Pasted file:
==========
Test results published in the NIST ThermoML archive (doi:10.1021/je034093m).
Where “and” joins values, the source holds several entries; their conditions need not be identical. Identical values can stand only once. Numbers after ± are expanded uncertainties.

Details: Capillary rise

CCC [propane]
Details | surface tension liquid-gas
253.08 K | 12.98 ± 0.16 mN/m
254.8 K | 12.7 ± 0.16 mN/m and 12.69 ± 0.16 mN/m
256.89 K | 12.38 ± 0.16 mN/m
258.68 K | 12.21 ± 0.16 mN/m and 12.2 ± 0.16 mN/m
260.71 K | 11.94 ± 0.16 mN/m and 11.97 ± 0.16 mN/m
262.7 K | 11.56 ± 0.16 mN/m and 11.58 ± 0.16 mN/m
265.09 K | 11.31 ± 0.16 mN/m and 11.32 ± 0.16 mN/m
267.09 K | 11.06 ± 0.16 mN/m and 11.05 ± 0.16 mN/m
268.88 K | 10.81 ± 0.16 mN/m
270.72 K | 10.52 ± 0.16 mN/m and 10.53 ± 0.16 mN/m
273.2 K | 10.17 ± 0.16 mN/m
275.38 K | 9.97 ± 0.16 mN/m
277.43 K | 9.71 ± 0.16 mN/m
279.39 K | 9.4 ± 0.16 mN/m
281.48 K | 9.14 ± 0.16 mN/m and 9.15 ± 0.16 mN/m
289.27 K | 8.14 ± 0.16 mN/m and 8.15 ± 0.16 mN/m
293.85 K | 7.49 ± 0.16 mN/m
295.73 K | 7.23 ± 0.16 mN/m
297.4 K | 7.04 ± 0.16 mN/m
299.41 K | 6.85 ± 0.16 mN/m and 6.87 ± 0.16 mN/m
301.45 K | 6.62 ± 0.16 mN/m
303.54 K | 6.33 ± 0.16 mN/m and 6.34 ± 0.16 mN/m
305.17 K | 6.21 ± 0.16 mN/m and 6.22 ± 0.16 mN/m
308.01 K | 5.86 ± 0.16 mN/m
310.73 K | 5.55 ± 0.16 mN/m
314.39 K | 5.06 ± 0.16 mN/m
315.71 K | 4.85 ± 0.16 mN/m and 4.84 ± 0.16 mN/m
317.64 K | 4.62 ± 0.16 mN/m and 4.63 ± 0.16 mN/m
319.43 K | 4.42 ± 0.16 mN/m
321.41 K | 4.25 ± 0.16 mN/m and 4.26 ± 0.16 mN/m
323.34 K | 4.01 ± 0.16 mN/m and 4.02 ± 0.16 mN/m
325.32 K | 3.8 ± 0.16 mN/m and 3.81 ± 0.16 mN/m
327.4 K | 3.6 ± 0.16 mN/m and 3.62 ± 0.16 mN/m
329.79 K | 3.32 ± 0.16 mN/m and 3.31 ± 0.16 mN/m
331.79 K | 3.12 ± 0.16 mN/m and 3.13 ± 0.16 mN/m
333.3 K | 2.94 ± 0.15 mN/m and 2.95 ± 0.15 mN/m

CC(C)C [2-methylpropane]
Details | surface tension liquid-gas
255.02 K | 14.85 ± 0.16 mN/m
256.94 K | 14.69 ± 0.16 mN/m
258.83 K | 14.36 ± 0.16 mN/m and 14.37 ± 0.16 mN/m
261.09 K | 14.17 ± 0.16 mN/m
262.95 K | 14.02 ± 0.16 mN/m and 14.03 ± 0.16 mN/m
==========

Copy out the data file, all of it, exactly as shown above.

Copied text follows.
Test results published in the NIST ThermoML archive (doi:10.1021/je034093m).
Where “and” joins values, the source holds several entries; their conditions need not be identical. Identical values can stand only once. Numbers after ± are expanded uncertainties.

Details: Capillary rise

CCC [propane]
Details | surface tension liquid-gas
253.08 K | 12.98 ± 0.16 mN/m
254.8 K | 12.7 ± 0.16 mN/m and 12.69 ± 0.16 mN/m
256.89 K | 12.38 ± 0.16 mN/m
258.68 K | 12.21 ± 0.16 mN/m and 12.2 ± 0.16 mN/m
260.71 K | 11.94 ± 0.16 mN/m and 11.97 ± 0.16 mN/m
262.7 K | 11.56 ± 0.16 mN/m and 11.58 ± 0.16 mN/m
265.09 K | 11.31 ± 0.16 mN/m and 11.32 ± 0.16 mN/m
267.09 K | 11.06 ± 0.16 mN/m and 11.05 ± 0.16 mN/m
268.88 K | 10.81 ± 0.16 mN/m
270.72 K | 10.52 ± 0.16 mN/m and 10.53 ± 0.16 mN/m
273.2 K | 10.17 ± 0.16 mN/m
275.38 K | 9.97 ± 0.16 mN/m
277.43 K | 9.71 ± 0.16 mN/m
279.39 K | 9.4 ± 0.16 mN/m
281.48 K | 9.14 ± 0.16 mN/m and 9.15 ± 0.16 mN/m
289.27 K | 8.14 ± 0.16 mN/m and 8.15 ± 0.16 mN/m
293.85 K | 7.49 ± 0.16 mN/m
295.73 K | 7.23 ± 0.16 mN/m
297.4 K | 7.04 ± 0.16 mN/m
299.41 K | 6.85 ± 0.16 mN/m and 6.87 ± 0.16 mN/m
301.45 K | 6.62 ± 0.16 mN/m
303.54 K | 6.33 ± 0.16 mN/m and 6.34 ± 0.16 mN/m
305.17 K | 6.21 ± 0.16 mN/m and 6.22 ± 0.16 mN/m
308.01 K | 5.86 ± 0.16 mN/m
310.73 K | 5.55 ± 0.16 mN/m
314.39 K | 5.06 ± 0.16 mN/m
315.71 K | 4.85 ± 0.16 mN/m and 4.84 ± 0.16 mN/m
317.64 K | 4.62 ± 0.16 mN/m and 4.63 ± 0.16 mN/m
319.43 K | 4.42 ± 0.16 mN/m
321.41 K | 4.25 ± 0.16 mN/m and 4.26 ± 0.16 mN/m
323.34 K | 4.01 ± 0.16 mN/m and 4.02 ± 0.16 mN/m
325.32 K | 3.8 ± 0.16 mN/m and 3.81 ± 0.16 mN/m
327.4 K | 3.6 ± 0.16 mN/m and 3.62 ± 0.16 mN/m
329.79 K | 3.32 ± 0.16 mN/m and 3.31 ± 0.16 mN/m
331.79 K | 3.12 ± 0.16 mN/m and 3.13 ± 0.16 mN/m
333.3 K | 2.94 ± 0.15 mN/m and 2.95 ± 0.15 mN/m

CC(C)C [2-methylpropane]
Details | surface tension liquid-gas
255.02 K | 14.85 ± 0.16 mN/m
256.94 K | 14.69 ± 0.16 mN/m
258.83 K | 14.36 ± 0.16 mN/m and 14.37 ± 0.16 mN/m
261.09 K | 14.17 ± 0.16 mN/m
262.95 K | 14.02 ± 0.16 mN/m and 14.03 ± 0.16 mN/m